Coincidentally, Goodfellow's departure in 2008 was the year of the credit crunch. Profits fell from £164m. to £22m. and it was only the strength of Connells’ trading that kept the group total positive. However, Skipton's financial base remained strong and it was able to rescue the Scarborough Building Society in 2009 and the Chesham Building Society (then the oldest society in existence) in 2010; by the following year the Skipton had over 100 branches. By 2014 assets were growing again but strategy had changed. The structure was simplified, subsidiaries were sold and the Skipton was now based on its core mortgage business with support from Connells. Assets grew from £16 billion in 2014 to £28 billion in 2020: Skipton was firmly established as the UK's fourth largest building society.[7][8]


In 2008 Goodfellow received £781,000 as compensation for loss office: Skipton waived any early retirement discount factors applicable to his benefits in the scheme, enabling him to access his £2.3 million pension pot from 10 January 2010 with no penalty.[9]

When Skipton announced it was taking over the Scarborough Building Society in November 2008, society chiefs told staff no jobs would be lost compulsorily in the process. But just months later, 30 Scarborough jobs were lost when the societies merged[10] and it announced on 27 January 2010 that a further 90 job losses were in the pipeline.[11]

Skipton reneged on its promise to keep the SVR tracker no more than 3% per annum above base rate, citing an "exceptional circumstances" clause in their agreement, potentially putting thousands of borrowers out of pocket.[12] On 4 March 2009 Skipton CEO reiterated that Skipton had made the 3% pledge and would keep it.[13]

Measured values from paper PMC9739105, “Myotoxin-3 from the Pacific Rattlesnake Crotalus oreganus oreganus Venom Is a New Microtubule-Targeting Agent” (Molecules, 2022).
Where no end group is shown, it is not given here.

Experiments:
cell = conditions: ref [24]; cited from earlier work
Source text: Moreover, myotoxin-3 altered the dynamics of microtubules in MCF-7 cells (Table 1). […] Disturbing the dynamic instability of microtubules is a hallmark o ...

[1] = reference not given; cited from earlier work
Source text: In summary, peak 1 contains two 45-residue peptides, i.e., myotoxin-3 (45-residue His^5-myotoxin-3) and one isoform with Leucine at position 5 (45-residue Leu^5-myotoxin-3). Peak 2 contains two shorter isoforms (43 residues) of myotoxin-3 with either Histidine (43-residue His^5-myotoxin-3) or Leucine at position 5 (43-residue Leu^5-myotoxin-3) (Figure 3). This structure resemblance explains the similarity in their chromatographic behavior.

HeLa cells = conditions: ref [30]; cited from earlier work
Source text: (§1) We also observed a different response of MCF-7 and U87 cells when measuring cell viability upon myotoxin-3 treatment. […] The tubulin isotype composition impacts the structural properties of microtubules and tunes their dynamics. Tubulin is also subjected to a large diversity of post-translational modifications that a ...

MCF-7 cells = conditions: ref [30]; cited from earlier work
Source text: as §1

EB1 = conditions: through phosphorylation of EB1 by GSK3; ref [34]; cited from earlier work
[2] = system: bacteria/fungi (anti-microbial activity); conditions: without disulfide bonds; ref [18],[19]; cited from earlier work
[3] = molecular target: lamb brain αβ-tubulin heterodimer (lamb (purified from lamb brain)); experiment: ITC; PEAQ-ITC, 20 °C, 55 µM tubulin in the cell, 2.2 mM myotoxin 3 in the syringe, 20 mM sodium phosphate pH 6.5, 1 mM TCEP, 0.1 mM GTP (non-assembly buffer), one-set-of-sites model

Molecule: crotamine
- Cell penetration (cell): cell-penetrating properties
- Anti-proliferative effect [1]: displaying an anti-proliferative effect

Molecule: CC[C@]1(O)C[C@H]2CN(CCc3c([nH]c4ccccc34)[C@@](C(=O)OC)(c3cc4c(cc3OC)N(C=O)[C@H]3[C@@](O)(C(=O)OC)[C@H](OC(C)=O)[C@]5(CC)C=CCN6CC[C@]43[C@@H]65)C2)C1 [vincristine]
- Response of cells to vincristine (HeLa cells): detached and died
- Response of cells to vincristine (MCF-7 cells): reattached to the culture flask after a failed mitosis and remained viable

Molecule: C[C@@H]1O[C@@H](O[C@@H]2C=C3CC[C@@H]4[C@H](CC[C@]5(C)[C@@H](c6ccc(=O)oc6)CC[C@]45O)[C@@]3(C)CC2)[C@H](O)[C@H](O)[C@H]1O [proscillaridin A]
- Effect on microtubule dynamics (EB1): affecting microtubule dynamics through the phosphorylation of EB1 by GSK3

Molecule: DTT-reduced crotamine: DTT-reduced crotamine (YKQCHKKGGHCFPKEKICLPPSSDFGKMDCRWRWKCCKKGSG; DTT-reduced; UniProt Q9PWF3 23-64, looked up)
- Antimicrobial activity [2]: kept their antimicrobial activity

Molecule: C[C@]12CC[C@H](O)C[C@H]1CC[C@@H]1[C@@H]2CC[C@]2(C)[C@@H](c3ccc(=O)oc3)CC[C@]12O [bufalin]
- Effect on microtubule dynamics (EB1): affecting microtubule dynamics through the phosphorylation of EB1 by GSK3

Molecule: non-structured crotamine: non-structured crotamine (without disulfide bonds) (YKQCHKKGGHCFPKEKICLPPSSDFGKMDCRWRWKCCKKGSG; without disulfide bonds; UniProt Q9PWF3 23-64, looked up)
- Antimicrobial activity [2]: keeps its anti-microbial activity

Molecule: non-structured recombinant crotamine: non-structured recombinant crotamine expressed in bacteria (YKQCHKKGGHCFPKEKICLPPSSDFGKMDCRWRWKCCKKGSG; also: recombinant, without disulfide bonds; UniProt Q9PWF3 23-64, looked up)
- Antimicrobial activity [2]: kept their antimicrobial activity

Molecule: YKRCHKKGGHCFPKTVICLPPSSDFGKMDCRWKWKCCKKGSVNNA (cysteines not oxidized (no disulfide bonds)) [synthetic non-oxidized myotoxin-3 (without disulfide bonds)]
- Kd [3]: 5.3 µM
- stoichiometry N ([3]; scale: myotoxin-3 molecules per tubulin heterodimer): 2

Skipton suffered a serious breach of data security in 2009 when over 3,000 savers received financial details of other customers. When Skipton mailed 108,000 account statements to savers on the weekend of 23–24 January 2010, 3,115 went out with the name, account number, balance and interest earned in the previous year of different customers printed on the reverse of the letters. This followed an Information Commissioner's Office finding, in 2008, that Skipton was in breach of the Data Protection Act, following the theft of an unencrypted laptop left by a third party contractor at a gym. The unprotected information lost included names, dates of birth, National Insurance numbers and investment amounts of 14,000 customers.[14]

Skipton Building Society was featured in the "In The Back" section of Private Eye in June 2005, accused of failing to disclose a £30 million loss at CallCredit PLC, a subsidiary company, and the John Goodfellow sponsored purchase of a £3.5 million core IT system from a loss-making IT company which it subsequently had to rescue at the cost of £10  million of members' savings.[15]


  1. ^ English census 1851-81
  2. ^ a b c A Century of Service Centenary Souvenir Skipton Building Society, 1953, Halifax
  3. ^ Seymour J Price, Building Societies their History and Origin, 1958, London
  4. ^ "Mergers and name changes" (PDF). Building Societies Association. Retrieved 9 April 2021.
  5. ^ This first section is unsourced and is a summary of the previously published list
  6. ^ "Annual Report 2008". Skipton Building Society. Retrieved 9 April 2021.
  7. ^ "Fact Sheet" (PDF). Building Societies Association. Retrieved 9 April 2021.
  8. ^ "Financial Results 2008-2020". Skipton Building Society. Retrieved 9 April 2021.
  9. ^ "The loss of mutual affection at Skipton". 28 January 2010. Archived from the original on 2 February 2010. Retrieved 27 May 2012.
  10. ^ "90 Scarborough jobs scrapped by the Skipton - COMMENT ON THIS STORY - Local". Scarborough Evening News. 27 January 2010. Retrieved 27 May 2012.
  11. ^ "Skipton Building Society to cut 90 jobs". BBC News. 27 January 2010. Retrieved 27 May 2012.
  12. ^ Thomas, Paul (28 January 2010). "Brokers hit the roof over Skipton ceiling | News". Money Marketing. Retrieved 27 May 2012.
  13. ^ "Skipton pledges to pass on any base rate cut in full". 4 March 2009. Retrieved 27 May 2012.
  14. ^ Nikki Sandison (21 February 2008). "Skipton found in breach of Data Protection Act - Media news". Media Week. Retrieved 27 May 2012.
  15. ^ Private Eye 18 June 2005, p68

External linksEdit